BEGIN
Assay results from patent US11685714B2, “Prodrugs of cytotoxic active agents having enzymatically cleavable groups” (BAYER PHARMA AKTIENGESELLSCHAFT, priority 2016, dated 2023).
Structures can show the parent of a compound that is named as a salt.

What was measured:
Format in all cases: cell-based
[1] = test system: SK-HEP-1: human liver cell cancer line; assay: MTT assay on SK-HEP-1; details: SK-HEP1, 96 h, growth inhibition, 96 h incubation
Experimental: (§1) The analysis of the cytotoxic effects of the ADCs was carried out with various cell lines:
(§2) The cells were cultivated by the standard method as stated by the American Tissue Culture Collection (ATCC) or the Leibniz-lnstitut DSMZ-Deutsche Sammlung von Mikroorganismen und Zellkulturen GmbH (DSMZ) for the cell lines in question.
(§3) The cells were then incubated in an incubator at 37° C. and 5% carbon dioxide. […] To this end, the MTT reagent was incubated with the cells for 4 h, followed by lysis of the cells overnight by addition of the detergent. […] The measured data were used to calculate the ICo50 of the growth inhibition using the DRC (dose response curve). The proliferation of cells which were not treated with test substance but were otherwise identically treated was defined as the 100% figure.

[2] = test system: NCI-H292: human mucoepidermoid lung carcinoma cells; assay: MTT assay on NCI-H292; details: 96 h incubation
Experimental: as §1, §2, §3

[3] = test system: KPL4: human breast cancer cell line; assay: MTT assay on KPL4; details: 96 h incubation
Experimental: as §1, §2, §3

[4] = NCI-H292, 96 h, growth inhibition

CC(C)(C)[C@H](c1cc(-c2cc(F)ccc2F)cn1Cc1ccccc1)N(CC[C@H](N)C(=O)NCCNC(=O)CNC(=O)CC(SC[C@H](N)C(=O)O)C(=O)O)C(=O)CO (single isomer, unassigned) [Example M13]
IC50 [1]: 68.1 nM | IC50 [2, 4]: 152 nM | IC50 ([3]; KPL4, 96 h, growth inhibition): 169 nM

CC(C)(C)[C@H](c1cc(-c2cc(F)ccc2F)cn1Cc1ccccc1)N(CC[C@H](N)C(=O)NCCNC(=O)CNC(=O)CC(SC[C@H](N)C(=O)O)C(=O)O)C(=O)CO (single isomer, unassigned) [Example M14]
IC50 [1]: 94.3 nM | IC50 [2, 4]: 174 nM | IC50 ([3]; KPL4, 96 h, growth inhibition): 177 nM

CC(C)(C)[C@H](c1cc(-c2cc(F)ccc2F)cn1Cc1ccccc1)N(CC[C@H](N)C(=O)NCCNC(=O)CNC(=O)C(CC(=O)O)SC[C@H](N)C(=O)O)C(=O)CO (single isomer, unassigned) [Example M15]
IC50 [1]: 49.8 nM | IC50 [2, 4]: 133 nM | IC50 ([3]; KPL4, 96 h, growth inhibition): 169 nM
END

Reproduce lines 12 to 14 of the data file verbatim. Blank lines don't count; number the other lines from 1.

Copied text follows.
Experimental: as §1, §2, §3

[4] = NCI-H292, 96 h, growth inhibition

CC(C)(C)[C@H](c1cc(-c2cc(F)ccc2F)cn1Cc1ccccc1)N(CC[C@H](N)C(=O)NCCNC(=O)CNC(=O)CC(SC[C@H](N)C(=O)O)C(=O)O)C(=O)CO (single isomer, unassigned) [Example M13]